Whereas many residents of the Dupont Circle neighborhood have expressed opinions that the designs of the two structures do not relate as well to the street as other buildings in the historic district, lack pedestrian-scale detailing, interfere with sight lines and maintain a horizontal and “boxy” appearance;
Therefore, be it RESOLVED that ANC 2B recommends that the Historic Preservation Review Board find the proposal compatible with the Dupont Circle Historic District if and only if the following is met:
Design and materials
• Alterations are made to the exterior design so that the corrugation of the Church Street buildings’ facades and the rhythm of the Church Street buildings’ roof lines are in scale with the surrounding buildings. In particular, design changes should be made to draw the eye more toward the church component of the project and to reduce the visual impact of the residential component;
• Alterations are made to make the church and residential exterior, materials and design more compatible with the historic character and scale of the neighborhood, representative of the remaining low density residential townhomes and buildings as intended by the letter and the spirit of the Dupont Circle Overlay. ANC 2B finds that the buildings are too angular, too symmetrical and lack architectural character that would enable the buildings to blend into the neighborhood, particularly in relation to Church Street.
• While ANC 2B does believe that a more modern and varied design could be compatible in the neighborhood, the church and residential designs as they stand today need additional architectural features that echo the neighborhood’s features, as illustrated by some of the buildings shown on page A-4 of the March 4, 2015 proposal. In particular, the articulation of the residential bays should be a more dramatic 4-5 feet offset to articulate the bays. The small, dark window panes throughout the residential component do not echo the rhythm of the street. With respect to the church, the horizontal terra cotta panels conflict with the vertical design elements and the campanile is strongly vertical, but is clad in short horizontal pieces, which is visually incongruent.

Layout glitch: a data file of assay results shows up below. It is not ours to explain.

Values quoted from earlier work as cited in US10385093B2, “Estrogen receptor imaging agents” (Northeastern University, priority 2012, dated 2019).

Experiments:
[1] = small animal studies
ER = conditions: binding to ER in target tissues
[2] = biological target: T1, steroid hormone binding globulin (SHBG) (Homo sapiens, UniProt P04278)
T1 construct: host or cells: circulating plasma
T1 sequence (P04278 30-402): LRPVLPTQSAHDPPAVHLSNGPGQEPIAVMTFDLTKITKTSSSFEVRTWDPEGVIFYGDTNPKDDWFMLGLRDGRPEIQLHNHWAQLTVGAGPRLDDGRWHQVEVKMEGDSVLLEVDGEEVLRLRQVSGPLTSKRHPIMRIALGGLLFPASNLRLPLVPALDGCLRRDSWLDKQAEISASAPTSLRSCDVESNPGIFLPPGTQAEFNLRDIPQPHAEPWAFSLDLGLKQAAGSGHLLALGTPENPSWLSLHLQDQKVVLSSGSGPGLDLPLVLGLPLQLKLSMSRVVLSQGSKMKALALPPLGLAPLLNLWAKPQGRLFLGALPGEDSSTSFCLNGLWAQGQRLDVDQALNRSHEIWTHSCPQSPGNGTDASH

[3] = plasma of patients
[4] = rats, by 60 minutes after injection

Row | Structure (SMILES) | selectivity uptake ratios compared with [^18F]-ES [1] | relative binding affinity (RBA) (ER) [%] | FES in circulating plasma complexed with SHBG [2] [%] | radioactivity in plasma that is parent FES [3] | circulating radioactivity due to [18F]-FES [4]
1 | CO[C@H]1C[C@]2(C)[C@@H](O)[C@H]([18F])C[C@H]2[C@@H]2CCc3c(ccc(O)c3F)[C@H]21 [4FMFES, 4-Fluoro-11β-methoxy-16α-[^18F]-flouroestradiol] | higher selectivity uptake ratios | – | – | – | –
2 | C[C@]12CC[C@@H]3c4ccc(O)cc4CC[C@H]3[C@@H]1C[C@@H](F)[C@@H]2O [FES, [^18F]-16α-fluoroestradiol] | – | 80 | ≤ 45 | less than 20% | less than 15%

Massing and impact
• The residential building seen from adjacent at-grade vantage points including the entirety of Church Street, P Street, 18th Street, and the public alley between Church and P Streets be between 40 and 59 feet tall, including mechanicals, and maintain existing setbacks. This should be confirmed by a series of flag tests before substantial construction; ANC 2B understands this requirement may result in the reduction of total square footage of the residential component of the building and we encourage HPRB to limit the massing on the alley side;
• The project team considers a small setback, permanent easement, or other traffic circulation solution on the alley between the parking garage entrance and 18th Street to enhance mobility of alley users, more easily accommodate two-way traffic, and ameliorate congestion caused by the 33 new parking spaces, the purpose of which is to further enable the free circulation of vehicles and pedestrians through the public alley;
• A committee led by ANC 2B—including neighbors, St. Thomas, the project team, and DCCA—continues to engage in proactively addressing zoning and quality-of-life related matters prior to a zoning hearing;
• The project team submits a study of the effects on traffic and congestion, both on the 1700 block of Church Street, NW and in the alley between that block and the 1700 block of P Street, NW, and develops strategies to ameliorate any negative impact prior to a zoning hearing;
• The project team hires a professional arborist and submits plans to the ANC and HPRB that include methods to protect and preserve existing trees to the extent possible and, where not possible, to replace them;
Be it further RESOLVED that ANC 2B supports treating this project as including two separate structures, each of which is subject to the requirements of DC law and policy and each of which should comply with the letter and the spirit of historic preservation, zoning, and zoning overlay provisions.